Under Chinese Rule: Uyghurs in China Face Brutal Conditions Under the Chinese Government


Megan Snyder

The East Turkestan flag has been used by the Uyghur community to protest the mistreatment they have faced at the hands of the Chinese government.

Eldon Nichols, Staff Reporter

Uyghurs, a Muslim minority group mainly located in China, are currently being held against their will in internment camps operated by the Chinese government. Though the Chinese government claims that these camps are “re-educating” the Uyghur population, this is far from the truth.

In the Xinjiang region of China, police officers have been reportedly arresting Uyghurs in the middle of the night to be sent to internment camps. The Chinese government brands these camps as “re-education” centers, concealing what is really going on at the places where Uyghurs are being held.

Interviews conducted by Vice News showed just a fraction of what was happening in these camps. “Because I studied the Qur’an and learned Arabic,” one ex-detainee said, “They said that I’d tried to corrupt others’ ideology and divide the country.”

Another Uyghur was detained for opening a Uyghur language school and put in the internment camp for 15 months. 

Not only that, ex-detainees reportedly were coerced into admitting they were terrorists.

An investigation conducted by Vice News revealed the darkest parts of the concentration camps in Xinjiang. It’s far from conventional education.

Uyghurs before every meal had to sing songs in order to eat. They sang, “Without the Communist Party, there won’t be a new China. The Communist Party toiled for the nation,” one of the ex-detainees said. And if you don’t sing the songs, you get tortured. This is certainly not re-education. This is poisoning the Uyghur community with egregious propaganda. 

“Their main purpose is creating communist robots,” an ex-detainee said about the internment camps, “Changing our culture and religion into their format.” 

The Chinese communist party is trying to rewire the Uyghurs to think a certain way and unfairly treat the vanishing Uyghur community in an attempt to change their morals, culture, religion, and opinions.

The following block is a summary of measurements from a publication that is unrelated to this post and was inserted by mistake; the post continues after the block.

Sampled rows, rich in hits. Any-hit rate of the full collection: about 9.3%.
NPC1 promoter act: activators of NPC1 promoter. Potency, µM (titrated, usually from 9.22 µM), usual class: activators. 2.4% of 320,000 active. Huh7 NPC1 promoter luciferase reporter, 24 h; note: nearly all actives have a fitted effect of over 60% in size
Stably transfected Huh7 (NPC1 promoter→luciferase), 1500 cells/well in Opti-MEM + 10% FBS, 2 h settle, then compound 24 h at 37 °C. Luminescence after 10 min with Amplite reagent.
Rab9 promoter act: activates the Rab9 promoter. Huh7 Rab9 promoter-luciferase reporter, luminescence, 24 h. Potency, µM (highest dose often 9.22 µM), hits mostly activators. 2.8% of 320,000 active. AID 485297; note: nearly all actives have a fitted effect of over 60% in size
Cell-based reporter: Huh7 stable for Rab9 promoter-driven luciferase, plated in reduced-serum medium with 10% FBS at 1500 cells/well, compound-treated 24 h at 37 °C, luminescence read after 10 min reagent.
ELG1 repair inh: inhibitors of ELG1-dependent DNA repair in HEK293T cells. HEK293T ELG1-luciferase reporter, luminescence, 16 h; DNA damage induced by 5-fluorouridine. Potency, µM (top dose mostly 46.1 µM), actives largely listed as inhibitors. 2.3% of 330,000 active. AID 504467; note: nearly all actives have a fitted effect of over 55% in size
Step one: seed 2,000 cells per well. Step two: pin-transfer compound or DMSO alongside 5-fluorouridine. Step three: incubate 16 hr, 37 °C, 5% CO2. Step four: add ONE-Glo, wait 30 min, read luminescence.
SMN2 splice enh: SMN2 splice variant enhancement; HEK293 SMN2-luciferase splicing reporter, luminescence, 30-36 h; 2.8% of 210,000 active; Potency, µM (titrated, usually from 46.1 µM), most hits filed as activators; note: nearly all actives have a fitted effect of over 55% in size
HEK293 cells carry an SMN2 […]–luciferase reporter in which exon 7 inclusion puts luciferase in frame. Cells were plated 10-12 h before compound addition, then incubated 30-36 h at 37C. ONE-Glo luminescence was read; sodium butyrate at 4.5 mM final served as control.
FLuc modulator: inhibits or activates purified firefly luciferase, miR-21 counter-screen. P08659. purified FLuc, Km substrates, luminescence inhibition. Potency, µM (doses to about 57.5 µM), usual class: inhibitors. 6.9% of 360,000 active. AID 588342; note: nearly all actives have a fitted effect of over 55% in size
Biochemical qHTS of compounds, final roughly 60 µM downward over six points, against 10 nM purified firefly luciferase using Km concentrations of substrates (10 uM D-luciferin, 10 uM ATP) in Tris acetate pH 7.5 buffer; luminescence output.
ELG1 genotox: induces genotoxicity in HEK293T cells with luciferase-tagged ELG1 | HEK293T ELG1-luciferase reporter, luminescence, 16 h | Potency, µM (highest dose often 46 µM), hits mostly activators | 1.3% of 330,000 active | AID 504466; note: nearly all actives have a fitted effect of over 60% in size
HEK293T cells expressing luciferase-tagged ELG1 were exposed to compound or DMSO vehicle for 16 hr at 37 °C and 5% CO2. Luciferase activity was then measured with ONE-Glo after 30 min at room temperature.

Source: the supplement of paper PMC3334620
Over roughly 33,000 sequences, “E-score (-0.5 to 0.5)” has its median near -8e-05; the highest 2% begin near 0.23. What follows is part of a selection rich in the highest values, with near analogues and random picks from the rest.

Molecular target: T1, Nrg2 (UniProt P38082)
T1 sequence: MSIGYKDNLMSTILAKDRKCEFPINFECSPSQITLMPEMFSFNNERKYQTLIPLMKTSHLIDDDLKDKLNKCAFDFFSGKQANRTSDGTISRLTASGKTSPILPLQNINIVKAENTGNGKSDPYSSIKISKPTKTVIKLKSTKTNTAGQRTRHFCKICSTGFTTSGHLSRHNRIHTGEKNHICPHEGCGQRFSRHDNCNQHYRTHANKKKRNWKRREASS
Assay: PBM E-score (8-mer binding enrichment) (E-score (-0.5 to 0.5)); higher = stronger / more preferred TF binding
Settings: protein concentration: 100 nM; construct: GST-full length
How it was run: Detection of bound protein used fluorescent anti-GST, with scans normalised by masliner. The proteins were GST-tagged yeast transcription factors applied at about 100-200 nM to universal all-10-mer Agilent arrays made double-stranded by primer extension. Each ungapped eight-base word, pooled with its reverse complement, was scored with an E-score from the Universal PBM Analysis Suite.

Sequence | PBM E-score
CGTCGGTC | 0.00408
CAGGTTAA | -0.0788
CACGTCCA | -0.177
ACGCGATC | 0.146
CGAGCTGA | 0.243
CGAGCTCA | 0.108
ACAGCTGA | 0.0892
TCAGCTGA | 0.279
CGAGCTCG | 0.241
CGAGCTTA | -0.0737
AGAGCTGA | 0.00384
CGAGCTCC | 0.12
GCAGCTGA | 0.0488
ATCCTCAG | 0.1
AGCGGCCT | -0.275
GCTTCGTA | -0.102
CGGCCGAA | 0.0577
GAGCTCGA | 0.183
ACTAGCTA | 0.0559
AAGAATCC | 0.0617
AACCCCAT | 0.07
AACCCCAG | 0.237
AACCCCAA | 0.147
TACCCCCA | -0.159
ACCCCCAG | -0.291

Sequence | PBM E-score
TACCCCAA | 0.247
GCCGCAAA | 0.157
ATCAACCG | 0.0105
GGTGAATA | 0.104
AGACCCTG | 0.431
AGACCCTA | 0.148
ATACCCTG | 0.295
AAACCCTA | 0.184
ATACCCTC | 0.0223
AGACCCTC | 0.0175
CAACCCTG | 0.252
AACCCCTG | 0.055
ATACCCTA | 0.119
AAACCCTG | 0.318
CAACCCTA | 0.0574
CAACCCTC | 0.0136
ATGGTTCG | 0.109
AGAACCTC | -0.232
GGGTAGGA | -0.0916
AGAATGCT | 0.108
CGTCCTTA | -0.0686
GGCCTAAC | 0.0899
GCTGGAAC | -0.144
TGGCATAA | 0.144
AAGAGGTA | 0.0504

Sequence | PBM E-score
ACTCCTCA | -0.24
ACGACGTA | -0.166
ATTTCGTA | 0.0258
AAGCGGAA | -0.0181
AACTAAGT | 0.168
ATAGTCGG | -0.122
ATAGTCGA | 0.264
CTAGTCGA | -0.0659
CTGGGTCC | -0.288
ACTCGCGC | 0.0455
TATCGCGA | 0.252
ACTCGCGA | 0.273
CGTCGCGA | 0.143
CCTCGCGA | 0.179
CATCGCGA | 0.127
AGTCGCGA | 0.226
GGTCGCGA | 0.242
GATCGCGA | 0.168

Unfortunately, kids are also subject to these disgusting internment camps as well. The Chinese government is again misbranding these camps by calling them “Kindergartens.”

Brick walls, metal fences, and guards surround the camp while children are kept inside against their will. In the Vice investigation, you can hear the Uyghur kids echo patriotic words similar to what the adult Uyghurs have to sing. “I will protect the unification of the Motherland and unity among ethnicities,” is what you can hear kids uniformly singing from inside the brick walls. 

The Chinese government is raising the kids to think in a way that benefits the state, not the children.

This is certainly not education, this is poison.

China is taking advantage of its great amount of power to dehumanize and eliminate the small Uyghur community.

There is one easy thing we can do as a response to the mistreatment of the Uyghur people. 


With the Winter Olympics taking place in Beijing in 2022, tensions are high between China and multiple other countries. The US has been contemplating boycotting the event meaning the Olympians representing the US will not attend the Olympics. 

Many athletes are also standing up against the Chinese government, including a very vocal Enes Kanter Freedom, an NBA basketball player. Kanter has even called it “cultural genocide.” He also has multiple Twitter posts criticizing the leader of China, Xi Jinping. 

These actions are showing progress in spreading awareness around the cultural genocide the Chinese government is inflicting on the Uyghur community. Pressuring the Chinese government through boycotting the Olympics has the potential to change the way that Uyghurs are treated. 

Currently, the Chinese government is brutally mistreating the Uyghur population and systematically eliminating their culture. With the power China holds, it might seem that change is impossible, but as a part of the La Salle community, simply spreading awareness about this problem is an effective way to contribute to making progress on this critical issue.

Without widespread awareness, the potential willingness for countries to demonstrate their opposition to the mistreatment of Uyghurs, like the Beijing Olympics boycott, would be impossible.